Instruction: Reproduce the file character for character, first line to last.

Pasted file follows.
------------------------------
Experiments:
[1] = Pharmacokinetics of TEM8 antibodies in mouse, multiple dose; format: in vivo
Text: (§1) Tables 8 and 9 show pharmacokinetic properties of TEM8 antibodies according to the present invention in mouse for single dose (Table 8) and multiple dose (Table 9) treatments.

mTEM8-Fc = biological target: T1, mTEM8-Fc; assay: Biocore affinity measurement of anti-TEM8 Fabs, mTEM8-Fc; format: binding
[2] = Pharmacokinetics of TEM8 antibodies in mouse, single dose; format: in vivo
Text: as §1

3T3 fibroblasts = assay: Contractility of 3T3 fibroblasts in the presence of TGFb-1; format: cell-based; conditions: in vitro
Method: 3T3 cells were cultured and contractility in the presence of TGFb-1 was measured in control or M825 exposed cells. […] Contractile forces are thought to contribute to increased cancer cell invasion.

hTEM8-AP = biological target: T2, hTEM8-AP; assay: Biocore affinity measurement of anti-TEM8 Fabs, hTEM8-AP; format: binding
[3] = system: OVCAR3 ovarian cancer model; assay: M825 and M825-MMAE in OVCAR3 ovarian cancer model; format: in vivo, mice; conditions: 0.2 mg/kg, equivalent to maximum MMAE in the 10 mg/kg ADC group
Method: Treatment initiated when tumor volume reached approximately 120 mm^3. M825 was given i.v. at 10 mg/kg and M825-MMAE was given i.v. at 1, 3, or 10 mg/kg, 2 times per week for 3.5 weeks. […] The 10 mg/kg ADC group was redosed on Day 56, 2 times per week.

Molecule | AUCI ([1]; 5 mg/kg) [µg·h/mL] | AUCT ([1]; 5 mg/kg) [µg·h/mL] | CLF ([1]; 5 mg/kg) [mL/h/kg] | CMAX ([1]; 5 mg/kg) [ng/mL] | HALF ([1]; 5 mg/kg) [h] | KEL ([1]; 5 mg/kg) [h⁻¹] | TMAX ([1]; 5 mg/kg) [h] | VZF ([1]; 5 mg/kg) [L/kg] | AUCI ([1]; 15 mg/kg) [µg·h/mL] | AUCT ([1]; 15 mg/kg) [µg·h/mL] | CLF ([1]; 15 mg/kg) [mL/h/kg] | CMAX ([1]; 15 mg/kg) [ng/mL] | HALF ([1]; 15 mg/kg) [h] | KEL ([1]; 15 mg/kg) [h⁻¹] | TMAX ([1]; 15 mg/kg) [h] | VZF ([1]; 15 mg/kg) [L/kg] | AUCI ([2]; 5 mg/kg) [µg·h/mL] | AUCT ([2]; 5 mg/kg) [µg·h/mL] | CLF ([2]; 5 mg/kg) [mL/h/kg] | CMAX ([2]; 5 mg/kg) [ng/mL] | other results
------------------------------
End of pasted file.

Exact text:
Experiments:
[1] = Pharmacokinetics of TEM8 antibodies in mouse, multiple dose; format: in vivo
Text: (§1) Tables 8 and 9 show pharmacokinetic properties of TEM8 antibodies according to the present invention in mouse for single dose (Table 8) and multiple dose (Table 9) treatments.

mTEM8-Fc = biological target: T1, mTEM8-Fc; assay: Biocore affinity measurement of anti-TEM8 Fabs, mTEM8-Fc; format: binding
[2] = Pharmacokinetics of TEM8 antibodies in mouse, single dose; format: in vivo
Text: as §1

3T3 fibroblasts = assay: Contractility of 3T3 fibroblasts in the presence of TGFb-1; format: cell-based; conditions: in vitro
Method: 3T3 cells were cultured and contractility in the presence of TGFb-1 was measured in control or M825 exposed cells. […] Contractile forces are thought to contribute to increased cancer cell invasion.

hTEM8-AP = biological target: T2, hTEM8-AP; assay: Biocore affinity measurement of anti-TEM8 Fabs, hTEM8-AP; format: binding
[3] = system: OVCAR3 ovarian cancer model; assay: M825 and M825-MMAE in OVCAR3 ovarian cancer model; format: in vivo, mice; conditions: 0.2 mg/kg, equivalent to maximum MMAE in the 10 mg/kg ADC group
Method: Treatment initiated when tumor volume reached approximately 120 mm^3. M825 was given i.v. at 10 mg/kg and M825-MMAE was given i.v. at 1, 3, or 10 mg/kg, 2 times per week for 3.5 weeks. […] The 10 mg/kg ADC group was redosed on Day 56, 2 times per week.

Molecule | AUCI ([1]; 5 mg/kg) [µg·h/mL] | AUCT ([1]; 5 mg/kg) [µg·h/mL] | CLF ([1]; 5 mg/kg) [mL/h/kg] | CMAX ([1]; 5 mg/kg) [ng/mL] | HALF ([1]; 5 mg/kg) [h] | KEL ([1]; 5 mg/kg) [h⁻¹] | TMAX ([1]; 5 mg/kg) [h] | VZF ([1]; 5 mg/kg) [L/kg] | AUCI ([1]; 15 mg/kg) [µg·h/mL] | AUCT ([1]; 15 mg/kg) [µg·h/mL] | CLF ([1]; 15 mg/kg) [mL/h/kg] | CMAX ([1]; 15 mg/kg) [ng/mL] | HALF ([1]; 15 mg/kg) [h] | KEL ([1]; 15 mg/kg) [h⁻¹] | TMAX ([1]; 15 mg/kg) [h] | VZF ([1]; 15 mg/kg) [L/kg] | AUCI ([2]; 5 mg/kg) [µg·h/mL] | AUCT ([2]; 5 mg/kg) [µg·h/mL] | CLF ([2]; 5 mg/kg) [mL/h/kg] | CMAX ([2]; 5 mg/kg) [ng/mL] | other results